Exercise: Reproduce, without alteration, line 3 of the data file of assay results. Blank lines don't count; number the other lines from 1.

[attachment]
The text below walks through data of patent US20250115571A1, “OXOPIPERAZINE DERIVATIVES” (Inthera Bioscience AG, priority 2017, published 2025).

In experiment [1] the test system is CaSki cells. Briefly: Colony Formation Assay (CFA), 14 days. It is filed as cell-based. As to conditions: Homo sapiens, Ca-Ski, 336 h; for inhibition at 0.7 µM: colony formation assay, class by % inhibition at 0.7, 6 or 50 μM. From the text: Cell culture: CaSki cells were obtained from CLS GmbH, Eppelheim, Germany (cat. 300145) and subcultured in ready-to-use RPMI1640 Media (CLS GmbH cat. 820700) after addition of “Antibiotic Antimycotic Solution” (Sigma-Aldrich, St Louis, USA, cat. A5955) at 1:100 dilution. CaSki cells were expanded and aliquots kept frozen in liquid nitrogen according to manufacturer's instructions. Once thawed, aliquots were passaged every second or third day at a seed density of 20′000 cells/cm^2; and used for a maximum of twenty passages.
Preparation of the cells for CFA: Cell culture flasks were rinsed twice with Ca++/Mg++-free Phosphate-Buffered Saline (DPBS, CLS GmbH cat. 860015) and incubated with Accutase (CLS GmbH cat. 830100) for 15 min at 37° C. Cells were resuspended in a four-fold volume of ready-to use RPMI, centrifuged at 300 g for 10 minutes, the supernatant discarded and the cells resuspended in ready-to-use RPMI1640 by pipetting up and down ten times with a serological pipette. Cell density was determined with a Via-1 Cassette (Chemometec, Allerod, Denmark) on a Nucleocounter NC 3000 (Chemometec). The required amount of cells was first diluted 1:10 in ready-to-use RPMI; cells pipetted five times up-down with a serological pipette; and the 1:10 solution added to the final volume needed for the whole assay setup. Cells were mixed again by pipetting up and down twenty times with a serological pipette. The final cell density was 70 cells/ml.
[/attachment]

Preparation of the cells for CFA: Cell culture flasks were rinsed twice with Ca++/Mg++-free Phosphate-Buffered Saline (DPBS, CLS GmbH cat. 860015) and incubated with Accutase (CLS GmbH cat. 830100) for 15 min at 37° C. Cells were resuspended in a four-fold volume of ready-to use RPMI, centrifuged at 300 g for 10 minutes, the supernatant discarded and the cells resuspended in ready-to-use RPMI1640 by pipetting up and down ten times with a serological pipette. Cell density was determined with a Via-1 Cassette (Chemometec, Allerod, Denmark) on a Nucleocounter NC 3000 (Chemometec). The required amount of cells was first diluted 1:10 in ready-to-use RPMI; cells pipetted five times up-down with a serological pipette; and the 1:10 solution added to the final volume needed for the whole assay setup. Cells were mixed again by pipetting up and down twenty times with a serological pipette. The final cell density was 70 cells/ml.